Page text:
Lewis Carroll thought enough of the number 42 to provide it with a comfortable home and small pension, way back in the Good Old Days of Fit the First. There are certain small-minded persons who will always look askance at such instances of numerophilia, they will mutter darkly of alphanumeric miscegenation and cryptokabbalistic cabals and all that sort of thing which they suspect is always going on at parties like the one pictured above. Which is why those sort of people never get invited to this sort of party, huzzah!

And so, ladies and gentlemen and sundry weirdos, proclaims this illustrator as he sways drunkenly onto his feet, I propose a toast!

Let’s hear it for Lewis Carroll (tipsy shouts of hear, hear!) … the best Anglican maths-tutor-cum-nonsense-wallah Oxford ever produced (gurgled cries of approval emanating from a giant thimble full of wine) … a true friend of man and anaepest alike (slurred bleats of rhubarb-rhubarb, custard-custard) … and the most important Victorian poet to ever use the words railway-share! (exeunt all, with general bedlam light to variable).

NB. It is a semi-useful fact to know that this artist is capable of more than mere ink-slinging. I am equally dextrous at not making money with mallet, chisel, rasp and stone, so there, ha! With nephew Leopold's 2nd birthday this Tuesday, the 22nd, I thought it best to commemorate the grand event by casting the young rascal in a sort of Imperial Roman role, to wit, a bas-relief of the smoothest alabaster … happy birthday, Leo! Now go eat your vegetables!

Wednesday, September 9, 2009

Fit the Sixth, Page 39 … lex snarqui

With a nightmarish fanfare of snores and snorts, Fit the Sixth of Lewis Carroll’s cri-de-cœur, AKA The Hunting of the Snark, now heaves into view. This page, a little number which I call The Barrister’s Dream, is an illustrative poke-in-the-snoot aimed squarely at the grand English tradition of Oneiric Verse, ie., such yawn-inducing showstoppers as the Dream of the Rood, Bill Blake’s Dream and Christina "Sister Wombat" Rossetti’s Dream Land.

The well-read reader, and perhaps even the ill-read reader, will note that in this Fit of his Snark, Carroll successfully introduced the nightmarish element of potential litigation into the English Dream Poem, thus bringing to light the adversarial relationship twixt Dreamer and Dream.

We all of us dream and yet none of us truly know why, nor, more to the point, what our dreams might mean. If this is not an apt metaphor for the relationship twixt the Average Citizen and the Law, I’m a frittered-cheese-wig! Hence, our need for barristers and all their jolly legal ilk cluttering the land, and hence we find that even whilst asleep, Carroll has seen fit to provide you, the D.R., with qualified legal assistance at affordable rates.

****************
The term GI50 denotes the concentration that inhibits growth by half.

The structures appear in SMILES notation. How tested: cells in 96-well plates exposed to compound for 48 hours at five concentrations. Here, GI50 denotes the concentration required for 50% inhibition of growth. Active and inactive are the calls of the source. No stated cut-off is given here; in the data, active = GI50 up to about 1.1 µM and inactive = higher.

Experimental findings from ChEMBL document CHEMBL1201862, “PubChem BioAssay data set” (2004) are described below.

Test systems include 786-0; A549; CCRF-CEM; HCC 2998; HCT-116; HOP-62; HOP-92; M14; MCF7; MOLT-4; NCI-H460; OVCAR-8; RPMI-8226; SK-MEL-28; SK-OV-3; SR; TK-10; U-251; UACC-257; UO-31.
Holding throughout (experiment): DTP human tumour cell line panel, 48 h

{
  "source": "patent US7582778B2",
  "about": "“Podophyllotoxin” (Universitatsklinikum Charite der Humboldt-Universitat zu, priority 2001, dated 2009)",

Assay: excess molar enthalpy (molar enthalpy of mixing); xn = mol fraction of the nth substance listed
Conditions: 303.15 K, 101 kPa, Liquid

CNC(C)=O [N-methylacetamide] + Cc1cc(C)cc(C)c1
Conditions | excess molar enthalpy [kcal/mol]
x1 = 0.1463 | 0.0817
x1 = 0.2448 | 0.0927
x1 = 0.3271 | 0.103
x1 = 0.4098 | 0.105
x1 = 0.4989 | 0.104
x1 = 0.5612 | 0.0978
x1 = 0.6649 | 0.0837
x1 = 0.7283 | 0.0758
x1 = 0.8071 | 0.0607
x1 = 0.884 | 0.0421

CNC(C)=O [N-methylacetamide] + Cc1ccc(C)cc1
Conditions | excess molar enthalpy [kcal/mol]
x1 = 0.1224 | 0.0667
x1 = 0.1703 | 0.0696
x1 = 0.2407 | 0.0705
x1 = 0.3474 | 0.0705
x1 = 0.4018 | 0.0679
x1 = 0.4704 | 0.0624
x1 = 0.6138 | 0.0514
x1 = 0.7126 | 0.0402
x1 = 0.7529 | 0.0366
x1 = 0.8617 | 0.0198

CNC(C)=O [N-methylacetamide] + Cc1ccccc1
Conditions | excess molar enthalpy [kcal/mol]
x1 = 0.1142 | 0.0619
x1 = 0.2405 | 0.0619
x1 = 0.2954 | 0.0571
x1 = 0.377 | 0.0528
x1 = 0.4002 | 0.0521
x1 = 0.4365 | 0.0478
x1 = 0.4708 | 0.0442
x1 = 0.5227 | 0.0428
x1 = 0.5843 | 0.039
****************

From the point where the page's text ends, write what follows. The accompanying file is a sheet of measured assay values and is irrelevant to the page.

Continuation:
If you are so inclined, it might occur to you that the Entire Meaning of the Snark is a similar enigma, impervious to explanation save by employing the services of a picture-wallah such as my ever-so-‘umble self. It might even occur to you that my tactic of employing Martin Heidegger as our Snarkic Barrister bodes ill for any useful solution to any of the above questions. Heidegger was a notorious Teutonic chatterbox and utterly useless for any explanation more complex than obtaining the directions to the nearest washroom, in short, prime material for any barrister’s office wishing to pad their billable hours beyond all human endurance.

Alas, you are not so inclined. You are, like the Barrister Heidegger, comfortably reclined and fast asleep on company time, amazed by this Snark-hunter’s dream which we call life.

Wednesday, September 2, 2009

Fit the Fifth, Page 38, Panel 2 … I read the news today oh, boy, four thousand snarks in Blackburn, Lancashire

And when quarrels arose — as one frequently finds
Quarrels will, spite of every endeavour —
The song of the Jubjub recurred to their minds,
And cemented their friendship for ever!

The preternaturally alert reader will instantly recognize the decor of this panel as a quintessentially English bit of inkery lifted whole from the Yellow Submarine, that snarkalicious confection crafted by Messers Dunnings, Coates, Edelmann et alia. Their Anglo-Canadian-Teutonic vision of the archetypical English garden party, Pepperland, is shown here being hijacked by a band of desperate Snark Hunters in need of shelter from the heavy weather of Fit the Fifth.

In truth, there is little to recommend in this Fit to anyone in need of some jollies to lighten the burden of another long day working for the Man and all that. F5, as some Snarkistanis dub it, is a place where there is a gnashing of teeth and a smiting of thighs in the very best tradition of the sadomasochistic hallucinations and delusions of St. Anthony and his Victorian spiritual descendants, those lecturers at certain educational institutions who were condemned to the spiritual tortures of instructing the Boschian progeny of the upper classes in all matters animal, vegetable and mineral.

As proof positive of all of the above, let us note that Lewis Carroll, a mild-mannered man noted for his personal gentleness, saw fit to end this Fit with a semi-Swiftian comment upon all of the above. This novel friendship between the Beaver and the Butcher is cemented not by the altruistic bonds of selfless love but by the grotesque imperatives of Fear and Loathing!

You old cynic, Mr. Carroll! You’ve been hobnobbing too much with that old boojum-lover Mr. C.L. Dodgson, whose years of teaching at Christ Church had taught him to regard his young charges as at worst, nasty, brutish and short, and at best, nasty, brutish and short from the right sort of families.

Which is why this illustrator thought it might brighten up the place a bit if we had a little bit of Pepperland and the Fab Four smuggled in to do the honors for the Jubjub’s Song which closes this Fit. Come on, Messers Dodgson and Carroll, it’s not as bad as all that, all you need is love!